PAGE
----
The Raspberry Pi Foundation has hit rock bottom. After years of working to lower the cost of hobbyist and educational computing, founder Eben Upton says it can go no further: At just US$5 its latest creation, Raspberry Pi Zero, is as cheap is it can make a computer.
The $5 Zero follows the wildly successful Raspberry Pi A, B and 2 computers, which cost $20 to $35.
But despite the staggeringly low price, the Zero still has many of the same features, and runs about 40 percent faster than the Raspberry Pi 1.
At the heart of its 65 x 30 millimeter circuit board is a Broadcom BCM2835 application processor, the same as in the Raspberry Pi 1, with a 1GHz ARM11 core. The board holds 512MB of RAM, and the operating system is loaded from micro-SD card.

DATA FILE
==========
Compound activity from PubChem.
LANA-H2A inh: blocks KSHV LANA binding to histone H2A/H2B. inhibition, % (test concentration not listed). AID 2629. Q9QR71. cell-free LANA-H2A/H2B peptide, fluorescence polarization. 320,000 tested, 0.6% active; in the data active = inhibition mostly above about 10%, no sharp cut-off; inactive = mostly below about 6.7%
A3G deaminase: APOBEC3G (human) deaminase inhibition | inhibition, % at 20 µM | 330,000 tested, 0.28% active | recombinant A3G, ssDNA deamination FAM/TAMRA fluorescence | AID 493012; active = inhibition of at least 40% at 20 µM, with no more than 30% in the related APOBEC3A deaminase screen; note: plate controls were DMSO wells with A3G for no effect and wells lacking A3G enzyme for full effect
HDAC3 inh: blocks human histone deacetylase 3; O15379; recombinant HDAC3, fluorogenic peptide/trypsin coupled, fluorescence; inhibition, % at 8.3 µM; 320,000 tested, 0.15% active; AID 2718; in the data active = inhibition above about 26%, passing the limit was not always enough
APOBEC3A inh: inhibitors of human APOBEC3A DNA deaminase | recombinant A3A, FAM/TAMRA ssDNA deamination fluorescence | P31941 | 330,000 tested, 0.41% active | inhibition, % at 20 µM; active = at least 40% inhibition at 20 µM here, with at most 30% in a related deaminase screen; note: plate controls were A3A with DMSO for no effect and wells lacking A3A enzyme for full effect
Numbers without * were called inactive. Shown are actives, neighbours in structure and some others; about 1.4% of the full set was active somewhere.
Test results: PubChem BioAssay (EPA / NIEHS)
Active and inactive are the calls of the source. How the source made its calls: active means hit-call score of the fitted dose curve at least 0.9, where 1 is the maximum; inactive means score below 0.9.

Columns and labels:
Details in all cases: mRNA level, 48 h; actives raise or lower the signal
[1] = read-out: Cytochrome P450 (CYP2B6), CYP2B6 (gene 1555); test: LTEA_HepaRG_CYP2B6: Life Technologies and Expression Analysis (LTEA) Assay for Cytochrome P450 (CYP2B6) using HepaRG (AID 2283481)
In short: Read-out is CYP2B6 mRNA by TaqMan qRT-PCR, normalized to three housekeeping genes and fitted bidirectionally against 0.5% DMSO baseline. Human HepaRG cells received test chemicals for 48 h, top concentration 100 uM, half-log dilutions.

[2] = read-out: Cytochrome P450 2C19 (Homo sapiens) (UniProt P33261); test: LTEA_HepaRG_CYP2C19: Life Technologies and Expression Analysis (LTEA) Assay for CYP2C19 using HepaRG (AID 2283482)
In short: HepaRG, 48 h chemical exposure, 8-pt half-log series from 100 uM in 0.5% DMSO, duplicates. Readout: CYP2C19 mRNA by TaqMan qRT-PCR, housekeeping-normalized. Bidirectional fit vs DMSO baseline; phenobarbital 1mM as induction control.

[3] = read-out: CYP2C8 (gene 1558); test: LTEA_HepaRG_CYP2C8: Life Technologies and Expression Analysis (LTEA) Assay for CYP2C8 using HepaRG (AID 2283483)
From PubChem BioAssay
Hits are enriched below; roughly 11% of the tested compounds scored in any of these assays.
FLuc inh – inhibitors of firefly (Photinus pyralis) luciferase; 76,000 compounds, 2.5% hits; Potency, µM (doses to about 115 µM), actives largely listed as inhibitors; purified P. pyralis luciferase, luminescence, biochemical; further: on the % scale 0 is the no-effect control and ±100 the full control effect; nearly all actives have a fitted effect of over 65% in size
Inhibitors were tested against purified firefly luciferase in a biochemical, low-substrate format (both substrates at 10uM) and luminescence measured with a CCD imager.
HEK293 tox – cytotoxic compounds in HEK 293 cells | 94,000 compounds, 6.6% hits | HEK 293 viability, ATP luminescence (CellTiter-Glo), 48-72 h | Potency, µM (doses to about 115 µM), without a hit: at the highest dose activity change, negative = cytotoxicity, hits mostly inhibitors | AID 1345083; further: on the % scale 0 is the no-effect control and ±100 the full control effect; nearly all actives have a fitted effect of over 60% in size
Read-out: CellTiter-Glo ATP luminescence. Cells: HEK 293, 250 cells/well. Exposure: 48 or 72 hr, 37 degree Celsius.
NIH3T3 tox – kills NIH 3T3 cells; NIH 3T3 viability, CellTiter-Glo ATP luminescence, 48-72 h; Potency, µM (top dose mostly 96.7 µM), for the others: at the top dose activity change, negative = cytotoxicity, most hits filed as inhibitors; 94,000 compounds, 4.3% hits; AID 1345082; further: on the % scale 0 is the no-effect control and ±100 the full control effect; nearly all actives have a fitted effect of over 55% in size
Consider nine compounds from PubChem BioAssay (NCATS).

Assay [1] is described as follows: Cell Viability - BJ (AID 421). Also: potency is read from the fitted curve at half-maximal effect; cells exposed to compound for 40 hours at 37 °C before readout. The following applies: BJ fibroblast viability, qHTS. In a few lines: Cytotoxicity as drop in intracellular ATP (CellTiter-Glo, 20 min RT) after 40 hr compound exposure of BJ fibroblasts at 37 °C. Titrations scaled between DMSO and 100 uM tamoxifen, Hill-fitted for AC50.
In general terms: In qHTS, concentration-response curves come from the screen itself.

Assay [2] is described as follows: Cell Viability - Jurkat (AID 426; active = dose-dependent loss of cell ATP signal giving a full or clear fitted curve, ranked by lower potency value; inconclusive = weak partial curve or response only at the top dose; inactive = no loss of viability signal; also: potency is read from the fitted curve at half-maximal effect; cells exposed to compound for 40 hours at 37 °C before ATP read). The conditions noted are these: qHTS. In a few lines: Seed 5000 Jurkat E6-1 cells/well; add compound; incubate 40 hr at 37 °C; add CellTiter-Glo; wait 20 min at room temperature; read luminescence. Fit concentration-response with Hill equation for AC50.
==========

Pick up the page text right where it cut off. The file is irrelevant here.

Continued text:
There’s a mini-HDMI socket for 1080p video output, and micro-USB sockets for data and power.
The board is as expandable as its predecessors: Its 40-pin GPIO header has identical pinouts, although the pads on the circuit board are “unpopulated,” meaning you’ll have to solder on your own connector. The same goes for the composite video output: The connection is available, but if you need a socket, you must solder it yourself.
In comparison, the Raspberry Pi 2 Model B has additional memory, a quad-core processor, audio in/out, three additional USB ports, and direct connections for a camera and a display.